Reader Gale Zucker writes in our comments: “Have you pushed through the Honey Cowl time warp and can just, like, make them appear? That particular color just kills me.”
Gale, I’m glad you asked. Yes, I close my eyes, visualize a Honey Cowl, lay my hands on 400 yards of hand-dyed merino, and when I open my eyes I am standing over the kitchen sink inhaling Soak fumes.
Seriously, here is the current Honey Cowl. Knitting it old-school, like the mortals do. No wiggling of my nose or anything. Darren doesn’t like that.
Yarn: Neighborhood Fiber Co. Studio Worsted. Can’t find the label for the shade. I believe it’s named after a street or square in Baltimore. (This may not narrow it down, the company is in Baltimore.) Greys, bluish cast. Love it. (Edited to add: I am informed that the shade is called Thomas Circle.)
The new Rowan is here! The new Rowan is here!
Rowan 53 revisits the oversized florals of our youth. I still recall how cushion-like I felt in oversized florals, so I’ll probably abstain. But it takes all kinds to make a world. These blasts of color will look supercute on people who look supercute in that sort of thing, and you know who you are. WERQ.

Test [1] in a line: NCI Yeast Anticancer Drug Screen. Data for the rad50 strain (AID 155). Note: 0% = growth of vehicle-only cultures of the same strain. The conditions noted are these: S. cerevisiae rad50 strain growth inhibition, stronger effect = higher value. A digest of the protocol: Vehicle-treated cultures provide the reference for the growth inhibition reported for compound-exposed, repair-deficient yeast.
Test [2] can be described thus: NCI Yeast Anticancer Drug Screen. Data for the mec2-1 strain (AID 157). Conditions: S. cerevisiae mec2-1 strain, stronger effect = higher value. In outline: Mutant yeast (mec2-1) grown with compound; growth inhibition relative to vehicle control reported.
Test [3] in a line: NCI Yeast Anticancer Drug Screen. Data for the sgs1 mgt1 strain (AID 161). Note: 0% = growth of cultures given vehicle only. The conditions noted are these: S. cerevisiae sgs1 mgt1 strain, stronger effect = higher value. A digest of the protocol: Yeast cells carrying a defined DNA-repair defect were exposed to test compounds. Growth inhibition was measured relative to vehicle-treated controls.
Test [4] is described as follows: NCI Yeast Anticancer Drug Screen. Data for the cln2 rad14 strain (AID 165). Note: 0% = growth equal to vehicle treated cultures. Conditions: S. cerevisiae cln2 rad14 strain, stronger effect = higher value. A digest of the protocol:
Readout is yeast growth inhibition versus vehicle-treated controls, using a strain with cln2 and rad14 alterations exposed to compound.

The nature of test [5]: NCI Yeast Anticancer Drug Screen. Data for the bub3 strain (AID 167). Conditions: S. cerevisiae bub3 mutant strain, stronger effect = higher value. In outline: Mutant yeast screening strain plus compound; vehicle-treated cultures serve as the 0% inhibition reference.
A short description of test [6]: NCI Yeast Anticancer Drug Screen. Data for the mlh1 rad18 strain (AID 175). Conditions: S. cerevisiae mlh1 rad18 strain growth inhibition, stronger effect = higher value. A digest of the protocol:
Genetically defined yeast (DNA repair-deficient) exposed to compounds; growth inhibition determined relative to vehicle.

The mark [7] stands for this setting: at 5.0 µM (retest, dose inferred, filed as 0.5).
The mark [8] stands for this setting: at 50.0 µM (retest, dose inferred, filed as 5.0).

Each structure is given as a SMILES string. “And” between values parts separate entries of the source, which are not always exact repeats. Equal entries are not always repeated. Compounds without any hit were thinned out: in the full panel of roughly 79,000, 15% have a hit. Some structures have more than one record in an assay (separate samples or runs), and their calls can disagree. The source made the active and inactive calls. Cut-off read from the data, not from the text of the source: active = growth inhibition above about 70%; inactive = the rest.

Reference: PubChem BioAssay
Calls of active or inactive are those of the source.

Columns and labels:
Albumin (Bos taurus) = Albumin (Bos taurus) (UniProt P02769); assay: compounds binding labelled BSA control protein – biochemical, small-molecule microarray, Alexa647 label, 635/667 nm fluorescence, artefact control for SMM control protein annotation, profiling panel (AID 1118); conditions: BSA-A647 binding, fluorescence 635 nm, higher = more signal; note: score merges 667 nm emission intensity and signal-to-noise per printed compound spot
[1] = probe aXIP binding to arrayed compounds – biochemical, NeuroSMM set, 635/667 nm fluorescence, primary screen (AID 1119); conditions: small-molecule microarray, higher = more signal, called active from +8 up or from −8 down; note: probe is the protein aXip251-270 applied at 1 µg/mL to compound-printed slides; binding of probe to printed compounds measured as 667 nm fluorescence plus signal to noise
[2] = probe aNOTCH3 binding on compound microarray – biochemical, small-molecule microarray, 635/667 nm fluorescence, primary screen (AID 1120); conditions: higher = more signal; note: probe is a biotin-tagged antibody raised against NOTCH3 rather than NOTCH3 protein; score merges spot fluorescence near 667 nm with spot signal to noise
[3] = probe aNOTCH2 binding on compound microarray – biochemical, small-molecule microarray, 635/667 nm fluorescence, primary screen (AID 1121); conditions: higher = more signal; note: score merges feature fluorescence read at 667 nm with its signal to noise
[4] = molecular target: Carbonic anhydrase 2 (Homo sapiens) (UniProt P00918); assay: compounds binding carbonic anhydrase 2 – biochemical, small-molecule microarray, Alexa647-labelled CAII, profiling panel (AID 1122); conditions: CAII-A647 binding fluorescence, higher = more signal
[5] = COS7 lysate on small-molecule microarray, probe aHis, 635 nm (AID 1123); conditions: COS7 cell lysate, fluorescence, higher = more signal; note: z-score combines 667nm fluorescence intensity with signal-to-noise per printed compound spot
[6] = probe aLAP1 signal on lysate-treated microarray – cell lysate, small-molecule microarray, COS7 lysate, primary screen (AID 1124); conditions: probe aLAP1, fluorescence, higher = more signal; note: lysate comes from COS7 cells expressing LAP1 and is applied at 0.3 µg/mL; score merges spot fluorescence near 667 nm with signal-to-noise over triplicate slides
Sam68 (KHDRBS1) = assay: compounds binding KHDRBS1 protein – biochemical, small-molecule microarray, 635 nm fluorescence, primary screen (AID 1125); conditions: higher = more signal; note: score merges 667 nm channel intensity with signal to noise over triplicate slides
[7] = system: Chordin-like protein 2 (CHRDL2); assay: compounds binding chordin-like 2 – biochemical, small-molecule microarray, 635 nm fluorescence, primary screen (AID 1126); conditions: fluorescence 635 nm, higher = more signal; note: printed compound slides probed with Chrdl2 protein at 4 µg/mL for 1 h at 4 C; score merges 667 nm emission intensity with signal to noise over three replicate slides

What I personally am drawn to in moth-flame fashion is the issue’s modernist graphic collection, Ikon. Lookie:
Just love it, every piece.
To whet the knitterly appetite for modernist graphics, there is also a wonderful illustrated article on fashion and textile designer Sonia Delaunay, written by Kate Davies. I’m guessing Sonia D was the icon for whom the Ikon collection was named. Sonia had it going on. I’ve seen a lot of her work in person (at the Cooper-Hewitt a couple of years ago), and I’m not sure I could have borne it if I were a knitwear designer myself. She was too damn good. You could knit forever from her designs.
You should all run out and buy Rowan magazine issue 53, or better yet, subscribe. Another glorious triumph from Yorkshire. To anybody who whines about it, I will say what I always say: remember, we didn’t always have Rowan. Do you want to go back to that desolate lunar landscape? Well, OK then, hush up.